Garage slab crack, Southern Cal. Home

I inspected a house today and the garage had a crack starting
at the garage door about 2 feet away from the house (its a connected
garage) the crack ran all the way from the 2 door garage to the end of
the slab, the crack was more than a nickels width. Any info on what this
could be ? So Cal is a siesmic area.

I can send pictures an an attachment to your email, but I dont know to add them

Nachi member

Concrete cracks. There’s not much that can be done to prevent it, although there are methods used to minimize cracking.

Much more information would be needed to diagnose a “crack.”

Im trying to get some pictures of it…they are on my computer and digital
camera, how can I get them to the message board ?

Go to the “advanced” reply option and use the “manage attachments” button.

its only allowing me 100 kb, for an attachment and
my picture is 376

I’ve seen this exact crack many times :smiley:

Is the house on a hillside or slope? My guess is “Yes.” Is it one or two stories? My guess is “Two.”

The house foundation has settled, and this crack is a direct result of that. The crack is not “the” issue, it’s just an indicator. If there is no other noticeable damage (to the walls or trusses/rafters), it’s just one of those things that should be “monitored” (it will continue to “grow”).

Was there other damage to walls and such?

I could see a little stress crack on the drywall above the crack of the attached garage…the house looked ok. I did good structural check
on the house and the attic

That crack is from a recent inspection I did in Fletcher Hills in El Cajon, all one-story hillside homes on landfill. You were there recently, too, huh?

When that type of crack is in the garage and only in the garage, I don’t have any problem with it in a structural capacity, especially in an older home. What has happened has happened. However, I have no way during the course of a multi-hour inspection of determining whether the causes of the crack are active or inactive. So it does need to be monitored. Personally, I would also patch and seal it. I told my Clients the same and that if they were uncomfortable or unknowledgeable about such cracks, they could get more information from a geologist, soils specialist, structural engineer, etc. Although there were no indications of excessive settling activity anywhere else in the home, they chose to get a structural engineer out to look at the crack. He gave them a 17-page report of disclaimers with basically a one-line paragraph at the end: “Crack is common to garages in Fletcher Hills and doesn’t present any structural concerns at this time. Monitor for change.” In other words, “Welcome to Fletcher Hills!”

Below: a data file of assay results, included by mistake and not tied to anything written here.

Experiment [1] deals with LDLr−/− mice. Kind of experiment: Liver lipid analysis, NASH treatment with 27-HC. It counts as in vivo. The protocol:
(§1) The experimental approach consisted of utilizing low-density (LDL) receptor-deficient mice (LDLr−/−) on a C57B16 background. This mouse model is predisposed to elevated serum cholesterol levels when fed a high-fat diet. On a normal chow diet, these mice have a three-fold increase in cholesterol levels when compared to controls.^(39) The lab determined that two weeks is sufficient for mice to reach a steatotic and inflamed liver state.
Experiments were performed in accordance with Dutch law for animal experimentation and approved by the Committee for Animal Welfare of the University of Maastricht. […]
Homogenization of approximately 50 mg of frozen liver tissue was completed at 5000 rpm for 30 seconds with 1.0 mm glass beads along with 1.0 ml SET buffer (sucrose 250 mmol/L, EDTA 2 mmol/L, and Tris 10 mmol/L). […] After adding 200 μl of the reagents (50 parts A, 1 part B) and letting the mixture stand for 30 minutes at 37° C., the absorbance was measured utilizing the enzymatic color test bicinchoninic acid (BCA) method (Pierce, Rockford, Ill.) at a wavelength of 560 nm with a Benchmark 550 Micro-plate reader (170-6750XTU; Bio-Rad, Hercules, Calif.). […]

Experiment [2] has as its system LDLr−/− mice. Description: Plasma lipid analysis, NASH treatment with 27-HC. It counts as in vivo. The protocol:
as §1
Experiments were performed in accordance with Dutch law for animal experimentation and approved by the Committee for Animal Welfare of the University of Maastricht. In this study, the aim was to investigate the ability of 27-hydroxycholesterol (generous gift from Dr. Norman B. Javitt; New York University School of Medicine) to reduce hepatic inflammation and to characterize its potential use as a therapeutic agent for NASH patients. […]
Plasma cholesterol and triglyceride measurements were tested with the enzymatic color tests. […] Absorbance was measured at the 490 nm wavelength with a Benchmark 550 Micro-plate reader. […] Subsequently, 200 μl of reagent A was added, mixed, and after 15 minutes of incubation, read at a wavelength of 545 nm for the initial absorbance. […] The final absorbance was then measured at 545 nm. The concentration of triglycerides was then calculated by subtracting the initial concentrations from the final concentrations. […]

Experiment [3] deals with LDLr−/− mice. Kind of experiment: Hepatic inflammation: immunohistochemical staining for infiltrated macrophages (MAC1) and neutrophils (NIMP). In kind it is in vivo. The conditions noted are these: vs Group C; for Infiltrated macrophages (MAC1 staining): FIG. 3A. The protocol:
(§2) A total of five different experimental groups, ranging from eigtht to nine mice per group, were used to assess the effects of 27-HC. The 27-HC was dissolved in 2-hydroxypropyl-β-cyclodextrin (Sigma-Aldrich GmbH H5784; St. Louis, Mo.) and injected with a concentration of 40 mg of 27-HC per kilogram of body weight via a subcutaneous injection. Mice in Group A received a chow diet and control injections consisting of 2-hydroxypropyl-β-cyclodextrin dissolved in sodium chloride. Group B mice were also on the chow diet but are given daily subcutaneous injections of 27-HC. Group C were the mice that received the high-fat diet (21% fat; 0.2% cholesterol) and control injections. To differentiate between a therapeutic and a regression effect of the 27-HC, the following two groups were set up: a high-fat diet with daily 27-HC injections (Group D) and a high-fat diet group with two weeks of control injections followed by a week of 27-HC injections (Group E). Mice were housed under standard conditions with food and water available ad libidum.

You say the garage was attached to the home. I’ve never seen that in any state where I’ve done real estate work, whether in cold northern areas, hurricane-prone areas, earthquake areas, etc. I suspect that it wasn’t. How did you make that determination?

Is the house also on a slab, or is there a basement or crawl space under the house? If it is all one big slab, it could simply be a shrinkage crack. If there is a basement or crawl space, the gararge slab could be improperly supported on the house foundation, instead of being allowed to “float” within the garage perimeter. Either of those two scenarios could explain the crack, but as a previous person said, there is far too little information to properly diagnose it.

Other questions: is there any vertical or angular displacement from one side of the crack to the other? And this cannot be answered without monitoring, but is the crack stable or is it widening? How old is the garage floor? When did the crack first occur? Was it related to any seismic event when it occurred? Is there any reinforcing or mesh within the garage floor? Are the garage walls all plumb? Is the garage ceiling level? Are there any other signs of distress in the garage?

the structural significance of the crack depends on whether the slab is “integral” (load bearing) or “floating.” I always give a detailed explanation to my clients and, depending on my assessment of them, give a variety of recommendations. However, I’m not a geo-tech or foundation specialist, so I always make sure that my report covers my assets.